Or by the tears that would not stop?

We tend to forget how much this hurts. We follow the winners around and sing their praises, or we become jaded by expectations and entitlement, and we forget how much this game can mean to a 19-year-old sophomore. At that age, it is not overstatement to suggest the game is his world.

Understand Beitia's pain. He was led from the team locker room, weeping, into the training room by chaplain Clint Purvis. Each of FSU's captains went to console him. So did various other players. And coaches. So did Beitia's parents.

And it didn't matter. The pain did not ease. Even as Beitia moved to the bus, and the fans applauded, he wept.

"I've been here 14 years, and I've never seen it affect anyone like this," Purvis said.

Somewhere, Thomas can relate. He missed a 34-yarder in 1991 as FSU lost. And Mowrey, who missed a 39-yarder the next year. And Munyon, whose 49-yarder would have tied the score two years ago.

Pain such as this lingers, haunts. It is the pain of denying teammates a goal they have suffered for, that they have earned. It is a wound reopened every time another kicker suffers the same fate.

For a player, it feels as if no one has ever hurt like this before.

For a program, it hurts as much as ever.

Back to Times Columnists

Back to Top

© 2006 • All Rights Reserved • Tampa Bay Times
490 First Avenue South • St. Petersburg, FL 33701 • 727-893-8111
 

Times columns today

Mary Jo Melone
  • Will resolve stay strong when our soldiers die?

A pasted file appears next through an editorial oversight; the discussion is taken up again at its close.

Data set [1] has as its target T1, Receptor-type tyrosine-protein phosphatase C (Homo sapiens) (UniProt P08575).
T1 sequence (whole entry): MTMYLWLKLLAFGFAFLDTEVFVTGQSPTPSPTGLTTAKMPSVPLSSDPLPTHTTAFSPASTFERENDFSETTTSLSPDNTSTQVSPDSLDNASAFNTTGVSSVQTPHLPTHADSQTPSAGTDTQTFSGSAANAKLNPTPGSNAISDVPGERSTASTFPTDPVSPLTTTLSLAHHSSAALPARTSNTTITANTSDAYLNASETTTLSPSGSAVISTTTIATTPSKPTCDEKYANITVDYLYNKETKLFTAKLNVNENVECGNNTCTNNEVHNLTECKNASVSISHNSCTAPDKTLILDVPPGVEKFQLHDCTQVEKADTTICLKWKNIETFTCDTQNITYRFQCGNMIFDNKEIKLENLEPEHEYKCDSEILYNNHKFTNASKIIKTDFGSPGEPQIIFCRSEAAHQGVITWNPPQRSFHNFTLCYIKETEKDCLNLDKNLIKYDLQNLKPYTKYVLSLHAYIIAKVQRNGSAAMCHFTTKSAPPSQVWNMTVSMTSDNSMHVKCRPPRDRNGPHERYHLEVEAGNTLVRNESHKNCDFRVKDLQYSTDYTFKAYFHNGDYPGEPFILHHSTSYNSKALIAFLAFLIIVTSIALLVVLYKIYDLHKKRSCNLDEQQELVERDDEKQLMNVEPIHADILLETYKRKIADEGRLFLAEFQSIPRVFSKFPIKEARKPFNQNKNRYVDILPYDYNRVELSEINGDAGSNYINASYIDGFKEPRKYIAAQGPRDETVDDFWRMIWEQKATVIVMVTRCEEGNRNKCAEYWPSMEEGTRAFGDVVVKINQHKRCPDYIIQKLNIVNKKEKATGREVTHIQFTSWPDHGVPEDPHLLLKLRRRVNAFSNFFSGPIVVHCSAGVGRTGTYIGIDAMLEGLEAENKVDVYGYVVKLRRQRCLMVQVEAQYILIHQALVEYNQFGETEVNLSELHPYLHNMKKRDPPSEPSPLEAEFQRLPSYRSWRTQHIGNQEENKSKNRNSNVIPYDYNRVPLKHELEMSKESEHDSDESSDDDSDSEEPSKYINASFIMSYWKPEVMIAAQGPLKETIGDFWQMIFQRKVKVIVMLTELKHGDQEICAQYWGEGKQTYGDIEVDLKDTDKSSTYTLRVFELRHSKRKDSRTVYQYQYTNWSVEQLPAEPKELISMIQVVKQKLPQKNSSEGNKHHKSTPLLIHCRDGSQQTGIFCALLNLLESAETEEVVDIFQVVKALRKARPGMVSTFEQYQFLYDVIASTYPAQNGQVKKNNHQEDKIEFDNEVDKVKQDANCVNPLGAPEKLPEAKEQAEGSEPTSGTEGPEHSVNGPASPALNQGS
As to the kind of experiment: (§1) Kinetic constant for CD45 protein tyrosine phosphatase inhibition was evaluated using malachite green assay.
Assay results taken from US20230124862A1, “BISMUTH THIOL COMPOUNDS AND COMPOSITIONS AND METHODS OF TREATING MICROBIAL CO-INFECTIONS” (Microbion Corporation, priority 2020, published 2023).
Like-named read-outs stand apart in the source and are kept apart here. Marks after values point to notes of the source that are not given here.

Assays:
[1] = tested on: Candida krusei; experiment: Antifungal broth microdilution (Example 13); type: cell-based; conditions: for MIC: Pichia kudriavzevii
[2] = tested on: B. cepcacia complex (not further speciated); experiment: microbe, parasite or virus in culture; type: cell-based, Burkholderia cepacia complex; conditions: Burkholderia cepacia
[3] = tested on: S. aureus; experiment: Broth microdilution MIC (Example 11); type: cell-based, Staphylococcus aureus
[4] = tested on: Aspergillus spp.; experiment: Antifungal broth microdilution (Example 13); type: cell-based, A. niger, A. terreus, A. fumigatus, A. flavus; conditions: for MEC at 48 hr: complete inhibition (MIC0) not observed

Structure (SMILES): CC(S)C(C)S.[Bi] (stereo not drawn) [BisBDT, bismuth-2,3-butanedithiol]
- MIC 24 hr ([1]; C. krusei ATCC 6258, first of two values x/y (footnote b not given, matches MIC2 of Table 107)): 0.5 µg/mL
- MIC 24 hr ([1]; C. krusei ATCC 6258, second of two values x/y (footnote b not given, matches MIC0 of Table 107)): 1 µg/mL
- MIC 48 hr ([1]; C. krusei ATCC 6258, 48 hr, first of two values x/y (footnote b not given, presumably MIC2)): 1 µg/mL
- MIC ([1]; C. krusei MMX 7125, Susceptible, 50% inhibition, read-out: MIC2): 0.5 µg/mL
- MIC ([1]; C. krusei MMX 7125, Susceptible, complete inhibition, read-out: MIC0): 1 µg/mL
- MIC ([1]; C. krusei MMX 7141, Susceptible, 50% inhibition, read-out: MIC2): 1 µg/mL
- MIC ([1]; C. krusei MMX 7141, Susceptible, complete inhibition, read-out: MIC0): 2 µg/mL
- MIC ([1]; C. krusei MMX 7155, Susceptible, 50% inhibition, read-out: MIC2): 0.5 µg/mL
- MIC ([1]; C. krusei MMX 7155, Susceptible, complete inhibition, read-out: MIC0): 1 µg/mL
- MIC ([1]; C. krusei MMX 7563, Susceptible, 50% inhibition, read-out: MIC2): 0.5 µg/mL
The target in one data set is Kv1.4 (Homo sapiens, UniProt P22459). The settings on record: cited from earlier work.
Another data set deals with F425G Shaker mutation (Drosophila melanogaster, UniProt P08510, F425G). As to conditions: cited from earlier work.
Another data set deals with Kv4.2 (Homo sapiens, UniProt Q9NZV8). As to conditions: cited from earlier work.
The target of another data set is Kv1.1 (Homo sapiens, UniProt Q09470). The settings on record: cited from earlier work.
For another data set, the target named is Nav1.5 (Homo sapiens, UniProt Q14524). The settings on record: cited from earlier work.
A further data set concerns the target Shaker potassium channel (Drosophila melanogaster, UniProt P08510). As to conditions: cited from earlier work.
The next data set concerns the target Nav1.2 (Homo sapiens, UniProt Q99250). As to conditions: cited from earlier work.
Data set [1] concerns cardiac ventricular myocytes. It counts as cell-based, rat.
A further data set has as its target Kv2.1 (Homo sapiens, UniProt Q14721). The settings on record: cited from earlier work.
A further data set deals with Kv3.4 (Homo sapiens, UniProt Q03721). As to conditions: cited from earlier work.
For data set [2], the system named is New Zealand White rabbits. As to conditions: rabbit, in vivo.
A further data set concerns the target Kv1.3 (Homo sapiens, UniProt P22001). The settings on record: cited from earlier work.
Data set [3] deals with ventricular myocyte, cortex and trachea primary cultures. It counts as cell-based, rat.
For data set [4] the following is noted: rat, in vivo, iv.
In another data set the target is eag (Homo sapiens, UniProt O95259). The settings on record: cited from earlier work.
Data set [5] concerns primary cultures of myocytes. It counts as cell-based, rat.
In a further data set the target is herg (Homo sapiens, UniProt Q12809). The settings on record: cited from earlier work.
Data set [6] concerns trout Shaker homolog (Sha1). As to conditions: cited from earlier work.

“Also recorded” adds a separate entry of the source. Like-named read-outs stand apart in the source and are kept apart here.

• Helen Huntley
  • On money

  • Jan Glidewell
  • Snapshot of our times pushes kids to the back

  • Bill Maxwell
  • Colin Powell bamboozled

  • Philip Gailey
  • Those spineless Democrats

  • Martin Dyckman
  • Amendment 1 could prove deadly for kids

  • Robyn E. Blumner
  • President seems unable to bear the sight or sound of dissent

  • Hubert Mizell
  • What if Naimoli named me manager of the Devil Rays?

  • Gary Shelton
  • For FSU, same sadness, but deeper

  • John Romano
  • Scowls of old might spark aimless UF

  • From the Times Sports page

    College football
  • This 1 left
  • Bulls prove to be ready for prime-time players
  • Tigers keep Gators reeling
  • Orangemen honor deceased tackle
  • Around the state: Golden Knights break into win column in MAC
  • Hybl has tough day in victory
  • Sooners stage comeback to beat Longhorns again
  • Big 12: Buff runs for 309 in win over Kansas
  • C-USA: Second quarter sparks Tulane over Cincinnati
  • Crowd's cheers lift Bulls
  • Despite early frustrations, Dorsey keeps composure
  • 'Canes leave win to fate
  • Jones-led ground attack sustains Seminoles until fourth
  • FSU Quotebook
  • Miami Quotebook
  • ACC: Injured tailback keeps N.C. State unbeaten
  • Big East: Pitt moves but can't score enough on ND
  • Big Ten: Michigan keeps Penn State searching for answers
  • SEC: Dawgs edge closer to SEC goal
  • Pac-10: Ducks outgun Bruins to remain undefeated
  • Gators continue one trend, Tigers end another
  • Called on to carry club, UF defense falls flat

  • NFL
  • NFL Game Day: Week 6
  • Injuries, defense hurt Bears

  • Baseball
  • Giants miss a chance to gain a stranglehold
  • Angels within a win of first World Series berth
  • Thome waits for an offer from Indians
  • Yankees are hoping to build on (insert smirk) early playoff exit
  • NLCS: Benes has new view after injury
  • ALCS: Mays just sticks with strengths

  • NHL
  • Panthers earn win with 10.2 left in OT
  • NHL Slapshots

  • NBA
  • Miami stops Orlando in final minutes

  • Sailing
  • Round-robin 1: a few surprises

  • Gary Shelton
    Gary Shelton
    Gary Shelton
    Gary Shelton
    Motorsports
  • Stewart happy to finally be on top

  • Et cetera
  • Highs & lows
  • Sports briefs

  • Preps
  • Santa Fe overwhelms IRC
  • Plant quiets nemesis with two-game win
  • Big kicks decide races in favor of Raider, Shark
  • Believe the hype: Kerry Allen is fast
  • Amerman emerges and Lyons cruises

  • Outdoors
  • Daily fishing report: Tournament insider

  • Letters
  • Series with no Yankees incomplete

  •